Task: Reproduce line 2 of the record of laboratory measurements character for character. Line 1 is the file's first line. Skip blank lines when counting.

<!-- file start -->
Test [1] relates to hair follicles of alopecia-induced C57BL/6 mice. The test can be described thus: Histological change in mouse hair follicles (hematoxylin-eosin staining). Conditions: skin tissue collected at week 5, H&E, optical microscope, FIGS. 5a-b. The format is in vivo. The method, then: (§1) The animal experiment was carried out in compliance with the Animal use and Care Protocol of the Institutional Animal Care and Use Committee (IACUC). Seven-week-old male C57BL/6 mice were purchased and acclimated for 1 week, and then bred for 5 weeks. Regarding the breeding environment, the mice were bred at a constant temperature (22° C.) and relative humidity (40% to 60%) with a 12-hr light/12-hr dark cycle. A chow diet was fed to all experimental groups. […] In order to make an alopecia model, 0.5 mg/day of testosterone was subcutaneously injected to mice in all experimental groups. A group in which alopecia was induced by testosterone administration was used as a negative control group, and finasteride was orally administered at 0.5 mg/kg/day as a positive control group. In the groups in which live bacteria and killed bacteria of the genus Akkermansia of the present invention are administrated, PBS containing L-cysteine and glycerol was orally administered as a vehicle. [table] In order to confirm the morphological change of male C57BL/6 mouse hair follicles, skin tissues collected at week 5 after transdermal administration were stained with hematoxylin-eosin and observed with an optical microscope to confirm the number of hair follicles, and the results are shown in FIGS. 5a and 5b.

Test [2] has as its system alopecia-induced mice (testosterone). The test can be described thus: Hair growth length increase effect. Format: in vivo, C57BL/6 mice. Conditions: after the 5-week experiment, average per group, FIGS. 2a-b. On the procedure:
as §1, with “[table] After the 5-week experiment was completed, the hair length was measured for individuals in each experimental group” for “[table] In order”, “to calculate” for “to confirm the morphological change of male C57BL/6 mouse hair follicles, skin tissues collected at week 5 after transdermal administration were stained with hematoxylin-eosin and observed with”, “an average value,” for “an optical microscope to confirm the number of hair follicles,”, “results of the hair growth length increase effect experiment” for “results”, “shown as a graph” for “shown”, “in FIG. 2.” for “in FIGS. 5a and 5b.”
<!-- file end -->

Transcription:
Test [2] has as its system alopecia-induced mice (testosterone). The test can be described thus: Hair growth length increase effect. Format: in vivo, C57BL/6 mice. Conditions: after the 5-week experiment, average per group, FIGS. 2a-b. On the procedure: